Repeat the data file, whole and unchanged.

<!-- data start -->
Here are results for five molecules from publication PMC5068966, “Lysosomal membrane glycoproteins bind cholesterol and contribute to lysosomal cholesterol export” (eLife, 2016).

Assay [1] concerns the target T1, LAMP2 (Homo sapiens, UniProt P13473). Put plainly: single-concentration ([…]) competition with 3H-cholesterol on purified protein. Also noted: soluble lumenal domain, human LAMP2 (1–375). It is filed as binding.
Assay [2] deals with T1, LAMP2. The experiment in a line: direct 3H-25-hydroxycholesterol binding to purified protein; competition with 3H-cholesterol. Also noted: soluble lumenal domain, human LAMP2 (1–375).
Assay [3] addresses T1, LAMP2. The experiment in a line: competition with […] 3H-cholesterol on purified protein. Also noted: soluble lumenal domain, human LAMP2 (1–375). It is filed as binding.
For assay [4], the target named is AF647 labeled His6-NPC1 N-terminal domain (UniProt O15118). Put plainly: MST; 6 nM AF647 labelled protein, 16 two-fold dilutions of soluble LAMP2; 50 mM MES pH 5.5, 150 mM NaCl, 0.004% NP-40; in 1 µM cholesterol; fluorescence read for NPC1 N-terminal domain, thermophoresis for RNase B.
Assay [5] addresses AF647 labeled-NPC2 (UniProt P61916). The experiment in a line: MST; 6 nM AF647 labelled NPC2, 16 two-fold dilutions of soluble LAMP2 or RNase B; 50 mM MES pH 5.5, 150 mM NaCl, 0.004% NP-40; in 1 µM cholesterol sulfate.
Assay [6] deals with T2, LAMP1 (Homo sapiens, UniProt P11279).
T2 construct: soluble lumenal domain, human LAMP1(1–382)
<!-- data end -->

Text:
Here are results for five molecules from publication PMC5068966, “Lysosomal membrane glycoproteins bind cholesterol and contribute to lysosomal cholesterol export” (eLife, 2016).

Assay [1] concerns the target T1, LAMP2 (Homo sapiens, UniProt P13473). Put plainly: single-concentration ([…]) competition with 3H-cholesterol on purified protein. Also noted: soluble lumenal domain, human LAMP2 (1–375). It is filed as binding.
Assay [2] deals with T1, LAMP2. The experiment in a line: direct 3H-25-hydroxycholesterol binding to purified protein; competition with 3H-cholesterol. Also noted: soluble lumenal domain, human LAMP2 (1–375).
Assay [3] addresses T1, LAMP2. The experiment in a line: competition with […] 3H-cholesterol on purified protein. Also noted: soluble lumenal domain, human LAMP2 (1–375). It is filed as binding.
For assay [4], the target named is AF647 labeled His6-NPC1 N-terminal domain (UniProt O15118). Put plainly: MST; 6 nM AF647 labelled protein, 16 two-fold dilutions of soluble LAMP2; 50 mM MES pH 5.5, 150 mM NaCl, 0.004% NP-40; in 1 µM cholesterol; fluorescence read for NPC1 N-terminal domain, thermophoresis for RNase B.
Assay [5] addresses AF647 labeled-NPC2 (UniProt P61916). The experiment in a line: MST; 6 nM AF647 labelled NPC2, 16 two-fold dilutions of soluble LAMP2 or RNase B; 50 mM MES pH 5.5, 150 mM NaCl, 0.004% NP-40; in 1 µM cholesterol sulfate.
Assay [6] deals with T2, LAMP1 (Homo sapiens, UniProt P11279).
T2 construct: soluble lumenal domain, human LAMP1(1–382)